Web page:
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igardenflounderHere are two more little flounder doodles which I make during the spare moments of the day.  The one at the top is a garden flounder which makes me think of spring…but with some sort of automated gardening machine that looks like a bug sitting atop of it.  Below is a post-apocalyptic fluke in the middle of the desert badlands of the grim future.  I have no idea what it means.  Maybe these have something to do with that perplexing German flounder fable about what we really want.

iodine flounder

Watermelon Slices (Wayne Ferrebee, 2015, colored pencil and ink)

Watermelon Slices (Wayne Ferrebee, 2015, colored pencil and ink)

It’s another August day that ineluctably slipped away–so here are some illustrations/doodles from the little book I carry around with me.  I drew the garden (?) image above today during lunch (half) hour and then illustrated it on the train and at my desk.I think the little toy ghost is cutting watermelons and peaches held aloft by a penguin, but the real nature of what is going on is uncertain. That many-legged larva is probably not as innocent as it is pretending to be.

Sundry (Wayne Ferrebee, 2015, colored pencil and ink)

Sundry (Wayne Ferrebee, 2015, colored pencil and ink)

Here is some detritus from our culture (and beyond) with sea creatures mixed in to prevent our junk from being boring.   The three-eyed being peaks in from the future and the ice cream is the promise of sweetness.

Barnyard Characters (Wayne Ferrebee, 2015, colored pencil and ink)

Barnyard Characters (Wayne Ferrebee, 2015, colored pencil and ink)

Finally here is a goofy scene of barnyard follies with Mother Goose, a handy goblin man, and a clownish ghost.  As happens on the farm, they are all surrounded by geese, ducks, and sundry birds, while a cat looks on with incredulity.  Enjoy the drawings and let me know if you have any ideas for tomorrow’s blog.  it is officially the silly season of journalism and even our twenty-four-hour news cycle is not kicking up much new material.  We’ll have to make our own bucolic summer fun!

Noodler's Forest Green Fountain Pen Ink

Noodler’s Forest Green Fountain Pen Ink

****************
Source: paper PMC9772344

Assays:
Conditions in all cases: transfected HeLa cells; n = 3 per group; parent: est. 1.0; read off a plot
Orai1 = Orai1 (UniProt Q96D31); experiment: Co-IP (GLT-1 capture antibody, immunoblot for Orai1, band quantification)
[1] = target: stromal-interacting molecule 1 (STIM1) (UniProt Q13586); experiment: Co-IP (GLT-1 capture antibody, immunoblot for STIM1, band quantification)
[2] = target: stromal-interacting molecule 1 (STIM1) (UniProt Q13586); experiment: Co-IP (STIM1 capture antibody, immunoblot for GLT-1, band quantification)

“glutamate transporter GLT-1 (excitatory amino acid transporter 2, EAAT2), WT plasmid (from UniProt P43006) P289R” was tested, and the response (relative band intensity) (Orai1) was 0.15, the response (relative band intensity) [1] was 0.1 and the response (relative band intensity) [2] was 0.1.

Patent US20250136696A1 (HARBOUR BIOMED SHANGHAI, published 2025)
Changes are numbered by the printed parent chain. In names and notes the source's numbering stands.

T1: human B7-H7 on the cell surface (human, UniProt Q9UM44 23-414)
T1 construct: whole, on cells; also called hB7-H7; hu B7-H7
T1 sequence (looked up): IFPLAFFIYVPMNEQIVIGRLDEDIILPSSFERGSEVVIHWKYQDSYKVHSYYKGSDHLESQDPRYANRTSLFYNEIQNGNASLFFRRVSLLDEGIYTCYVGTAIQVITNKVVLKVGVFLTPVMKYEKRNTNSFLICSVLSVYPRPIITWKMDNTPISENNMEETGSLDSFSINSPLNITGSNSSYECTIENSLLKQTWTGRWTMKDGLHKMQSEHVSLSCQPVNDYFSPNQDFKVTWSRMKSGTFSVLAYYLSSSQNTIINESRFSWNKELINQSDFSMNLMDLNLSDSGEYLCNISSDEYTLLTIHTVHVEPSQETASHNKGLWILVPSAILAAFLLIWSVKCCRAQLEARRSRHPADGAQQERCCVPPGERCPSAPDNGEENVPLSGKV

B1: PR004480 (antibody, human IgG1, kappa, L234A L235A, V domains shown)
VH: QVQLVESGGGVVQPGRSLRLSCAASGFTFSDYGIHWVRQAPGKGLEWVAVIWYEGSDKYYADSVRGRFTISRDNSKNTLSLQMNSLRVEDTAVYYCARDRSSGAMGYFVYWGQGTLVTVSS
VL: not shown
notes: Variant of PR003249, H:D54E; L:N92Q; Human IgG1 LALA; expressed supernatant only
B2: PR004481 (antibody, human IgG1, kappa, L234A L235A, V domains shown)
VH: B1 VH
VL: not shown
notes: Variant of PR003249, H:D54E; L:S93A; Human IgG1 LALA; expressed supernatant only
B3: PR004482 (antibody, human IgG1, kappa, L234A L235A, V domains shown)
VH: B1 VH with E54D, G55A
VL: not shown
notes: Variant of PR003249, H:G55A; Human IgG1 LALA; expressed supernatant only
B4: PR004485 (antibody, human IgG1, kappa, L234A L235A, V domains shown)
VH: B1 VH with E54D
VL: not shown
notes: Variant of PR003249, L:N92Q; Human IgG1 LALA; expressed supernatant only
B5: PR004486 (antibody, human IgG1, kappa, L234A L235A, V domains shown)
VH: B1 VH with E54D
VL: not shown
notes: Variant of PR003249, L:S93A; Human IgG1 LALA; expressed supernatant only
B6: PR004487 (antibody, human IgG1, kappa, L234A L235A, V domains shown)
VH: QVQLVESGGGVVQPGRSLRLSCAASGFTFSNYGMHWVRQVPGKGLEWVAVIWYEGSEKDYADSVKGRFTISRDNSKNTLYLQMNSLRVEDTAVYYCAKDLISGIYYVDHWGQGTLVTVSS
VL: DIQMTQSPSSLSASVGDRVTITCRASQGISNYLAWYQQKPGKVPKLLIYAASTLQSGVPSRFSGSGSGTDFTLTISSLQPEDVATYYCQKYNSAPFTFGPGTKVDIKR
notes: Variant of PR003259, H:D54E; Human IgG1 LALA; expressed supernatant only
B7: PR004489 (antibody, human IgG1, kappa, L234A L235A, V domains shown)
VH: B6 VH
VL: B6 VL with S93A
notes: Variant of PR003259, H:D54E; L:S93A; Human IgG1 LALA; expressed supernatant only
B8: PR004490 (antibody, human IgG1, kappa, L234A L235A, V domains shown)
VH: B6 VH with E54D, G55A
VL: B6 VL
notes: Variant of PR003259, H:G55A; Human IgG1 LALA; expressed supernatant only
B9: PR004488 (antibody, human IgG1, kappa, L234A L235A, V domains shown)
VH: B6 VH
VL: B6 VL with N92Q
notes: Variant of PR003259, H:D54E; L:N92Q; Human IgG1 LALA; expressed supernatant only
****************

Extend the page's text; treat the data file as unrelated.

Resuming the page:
Today we feature a short post about ink…among other things.  The other night I rediscovered my old dip pens and I was doing some doodling (more about that later).  It reminded me of how wonderful dip pens, quills, and fountain pens really are.  I did some online research and I found a contemporary ink company called “Noodler’s Ink” which is an American company which specializes in fancy inks and pigments for specialty pens.  The reason this belongs on this blog is that they are obsessed with catfish—which feature heavily on their marketing and promotional material.  Here are some of the endearing and whimsical catfish drawings which Noodler’s puts on their bottles and boxes of ink.

Various boxes of Noodler's Black Ink

Various boxes of Noodler’s Black Ink

Noodling is a sort of loose word which can be used to describe doodling, but it is also a traditional southern method of fishing for catfish where the angler uses his or her fingers as a lure.  The intrepid fisherperson reaches into promising holes and pits in the bottom of the waterway and wiggles his fingers provocatively in hopes that a catfish will mistake them for some sort of prey.  If the catfish bites the angler’s hand he then uses brute strength to wrestle the fish bodily from the water.  Below is a picture of a Lucy Millsap, a professional (?) noodler landing a monstrous flathead catfish.  It sounds like an interesting sport I guess, but I think I’ll stick to noodlin’ with paper and ink.

Lucy Millsap with a Flathead Catfish she captured by "noodling"

Lucy Millsap with a Flathead Catfish she captured by “noodling”

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What a long week!  What with mad bombers and North Korea and taxes and sexy exes and goodness knows what else, I am totally ready to phone in today’s blog post.  Fortunately I have the ideal solution for a quick but fun post!  This year I forgot to celebrate Ferrebeekeeper’s 3rd anniversary.  For our first year celebration I published a group of doodles.  These are little drawings which I do at the Monday morning staff meeting at the beginning of every work week. This might sound well…sketchy, but I assure you doodling keeps me alert and allows me to remember what was said at each meeting. As you can see from the strange eclectic subjects, I think the whimsy and freedom of the weekend hasn’t quite worn off when I draw these.  Sometimes, during my lunch break I color my little doodles in with highlighters or crayons.  So here are 21 weeks’ worth of Monday morning staff meeting doodles.  These little throw-away doodles open up a world into the subconscious where our true feelings about the universe can be found.  Strangely these doodles reveal that I really like melting Middle Eastern cities of arabesques and angels (?).  Less surprisingly I love fantasy beasts, gardens, fish, and mammals.  I’m not sure why I love paisleys so much—maybe the sixties had a greater influence on me than I know (though I certainly wasn’t around back then).

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My favorite is the little purple pleasure garden where a flamingo watches a phoenix fly away from the ruins of an alien robot (below), but I also like the bat and the geometric widget beast relaxing by a tree at sunset, as well as the underwater city of sharks and biomechanical walking buildings.  Which ones do you like?  Please leave a comment–I promise I’ll respond next week!

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